From the Gold Rush to rush hour, the history of the American West is fraught with diverse, subversive, and at times downright eccentric elements. This provocative volume challenges traditional readings of western history and literature, and redraws the boundaries of the American West with absorbing essays ranging widely on topics from tourism to immigration, from environmental battles to interethnic relations, and from law to film. Taken together, the essays reassess the contributions of a diverse and multicultural America to the West, as they link western issues to global frontiers.
Featuring the latest work by some of the best new writers both inside and outside academia, the original essays in Over the Edge confront the traditional field of western American studies with a series of radical, speculative, and sometimes outrageous challenges. The collection reads the West through Ben-Hur and the films of Mae West; revises the western American literary canon to include the works of African American and Mexican American writers; examines the implications of miscegenation law and American Indian blood quantum requirements; and brings attention to the historical participation of Mexican and Japanese American women, Native American slaves, and Alaskan cannery workers in community life.
Arleen de Vera
Anne E. Goldman
Ramón A. Gutiérrez
Louise V. Jeffredo-Warden
Susan Lee Johnson
Patricia Nelson Limerick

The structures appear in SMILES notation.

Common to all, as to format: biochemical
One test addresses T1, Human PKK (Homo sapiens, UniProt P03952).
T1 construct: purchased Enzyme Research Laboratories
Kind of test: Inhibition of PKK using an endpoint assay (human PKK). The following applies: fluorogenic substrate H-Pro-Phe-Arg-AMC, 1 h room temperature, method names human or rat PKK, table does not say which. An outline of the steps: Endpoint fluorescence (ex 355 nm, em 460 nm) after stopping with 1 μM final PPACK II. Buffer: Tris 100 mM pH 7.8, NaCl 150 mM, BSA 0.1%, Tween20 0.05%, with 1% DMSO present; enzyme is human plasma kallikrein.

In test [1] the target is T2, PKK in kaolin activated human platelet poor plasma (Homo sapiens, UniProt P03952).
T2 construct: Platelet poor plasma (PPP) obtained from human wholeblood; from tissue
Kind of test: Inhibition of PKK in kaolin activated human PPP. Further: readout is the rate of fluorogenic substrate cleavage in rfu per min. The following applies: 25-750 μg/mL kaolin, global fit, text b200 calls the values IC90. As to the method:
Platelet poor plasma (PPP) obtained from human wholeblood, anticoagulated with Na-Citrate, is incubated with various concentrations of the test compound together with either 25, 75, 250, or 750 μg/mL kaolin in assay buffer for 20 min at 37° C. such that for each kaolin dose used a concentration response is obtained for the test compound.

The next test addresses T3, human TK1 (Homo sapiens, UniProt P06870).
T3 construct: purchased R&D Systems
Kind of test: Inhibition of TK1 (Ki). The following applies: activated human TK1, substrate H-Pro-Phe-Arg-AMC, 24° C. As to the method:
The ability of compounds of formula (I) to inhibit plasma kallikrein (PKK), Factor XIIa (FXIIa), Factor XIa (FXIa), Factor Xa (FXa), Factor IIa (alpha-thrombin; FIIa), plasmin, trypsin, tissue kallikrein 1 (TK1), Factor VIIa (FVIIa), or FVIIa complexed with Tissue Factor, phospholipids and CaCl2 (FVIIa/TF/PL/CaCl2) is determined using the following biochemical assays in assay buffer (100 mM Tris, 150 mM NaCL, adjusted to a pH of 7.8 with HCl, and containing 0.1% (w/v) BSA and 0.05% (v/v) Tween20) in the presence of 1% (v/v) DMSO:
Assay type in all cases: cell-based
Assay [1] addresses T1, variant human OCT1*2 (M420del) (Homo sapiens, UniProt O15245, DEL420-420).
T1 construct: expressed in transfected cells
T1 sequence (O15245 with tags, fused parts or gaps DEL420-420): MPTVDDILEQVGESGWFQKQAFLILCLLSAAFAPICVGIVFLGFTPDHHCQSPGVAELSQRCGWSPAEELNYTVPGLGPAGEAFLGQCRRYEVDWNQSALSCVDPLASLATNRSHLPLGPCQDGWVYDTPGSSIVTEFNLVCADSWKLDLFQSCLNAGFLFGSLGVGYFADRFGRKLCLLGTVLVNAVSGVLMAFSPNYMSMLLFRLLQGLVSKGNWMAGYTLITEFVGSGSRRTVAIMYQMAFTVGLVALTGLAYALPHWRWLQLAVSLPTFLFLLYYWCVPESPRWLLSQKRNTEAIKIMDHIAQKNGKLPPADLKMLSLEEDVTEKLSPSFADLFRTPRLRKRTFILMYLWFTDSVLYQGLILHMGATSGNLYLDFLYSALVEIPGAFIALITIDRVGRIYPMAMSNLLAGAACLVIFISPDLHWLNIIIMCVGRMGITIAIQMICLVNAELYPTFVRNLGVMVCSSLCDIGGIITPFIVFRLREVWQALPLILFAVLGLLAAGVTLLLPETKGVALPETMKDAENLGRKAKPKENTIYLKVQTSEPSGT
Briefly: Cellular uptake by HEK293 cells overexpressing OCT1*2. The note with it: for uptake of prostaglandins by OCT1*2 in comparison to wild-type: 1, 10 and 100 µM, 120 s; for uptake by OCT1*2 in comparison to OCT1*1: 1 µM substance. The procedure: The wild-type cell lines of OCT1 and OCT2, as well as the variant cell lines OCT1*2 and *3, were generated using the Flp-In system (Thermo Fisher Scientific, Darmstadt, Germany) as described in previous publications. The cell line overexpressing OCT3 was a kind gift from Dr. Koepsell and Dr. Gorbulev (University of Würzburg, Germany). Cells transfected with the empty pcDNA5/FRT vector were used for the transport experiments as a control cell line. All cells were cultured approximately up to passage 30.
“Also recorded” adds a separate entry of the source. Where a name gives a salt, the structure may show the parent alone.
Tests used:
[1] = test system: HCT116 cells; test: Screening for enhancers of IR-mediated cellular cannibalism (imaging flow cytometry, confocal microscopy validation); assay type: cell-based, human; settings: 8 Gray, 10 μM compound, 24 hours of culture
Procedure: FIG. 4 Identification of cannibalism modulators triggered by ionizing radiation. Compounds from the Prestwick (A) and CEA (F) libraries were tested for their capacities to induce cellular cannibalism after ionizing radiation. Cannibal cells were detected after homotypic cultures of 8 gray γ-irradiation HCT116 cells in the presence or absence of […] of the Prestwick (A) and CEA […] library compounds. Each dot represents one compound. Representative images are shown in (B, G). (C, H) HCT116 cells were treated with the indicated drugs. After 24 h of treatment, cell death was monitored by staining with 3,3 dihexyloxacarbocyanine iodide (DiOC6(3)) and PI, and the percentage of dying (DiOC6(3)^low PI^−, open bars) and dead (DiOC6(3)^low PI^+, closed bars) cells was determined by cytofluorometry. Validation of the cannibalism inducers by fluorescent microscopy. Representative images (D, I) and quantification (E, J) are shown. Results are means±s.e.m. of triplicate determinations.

Valerie J. Matsumoto
Melissa L. Meyer
Valerie J. Matsumoto is Associate Professor of History and Asian American Studies, University of California, Los Angeles. She is the author of Farming the Home Place: A Japanese American Community in California, 1919-1982 (1993). Blake Allmendinger is Associate Professor of English at the University of California, Los Angeles. He is the author of The Cowboy: Representations of Labor in an American Work Culture (1992).
"This anthology represents the state of the art in scholarship on the U.S. West and charts new paths for western historians involving cultural studies, feminist theory, and even legal criticism. It problematizes the entire field of western history by challenging our notions of what subjects, materials, and themes qualify as 'western' and especially by showcasing the power of cultural studies in illuminating the many strands of western life. Over the Edge is an exceptional contribution to western studies, one which reflects the theoretical energy of an evolving discourse."—Vicki L. Ruiz, Arizona State University
"A manuscript of unusual personality, charm, and force; it should greatly please a wide range of readers, including those sophisticated about conservation and land-use questions, and it should make even the hardest-line ranchers think some new thoughts about their future strategies."-Ernest Callenbach, author of Ecotopia
"What a grand collaboration: Kittredge's words and the Blakes' images take us to the soul of the Klamath Country, at once a magnificent, battered, and resolute landscape. This finely-crafted blend of artistry, history, literature, public policy, and ecology tells the full and compelling story of one great western place and its people. In so doing, Balancing Water tells us a great deal about how, if we find the common will to work it right, we can shape the futures of other watersheds across the west."--Charles Wilkinson, Distinguished University Professor at the University of Colorado, and author of Fire on the Plateau and The Eagle Bird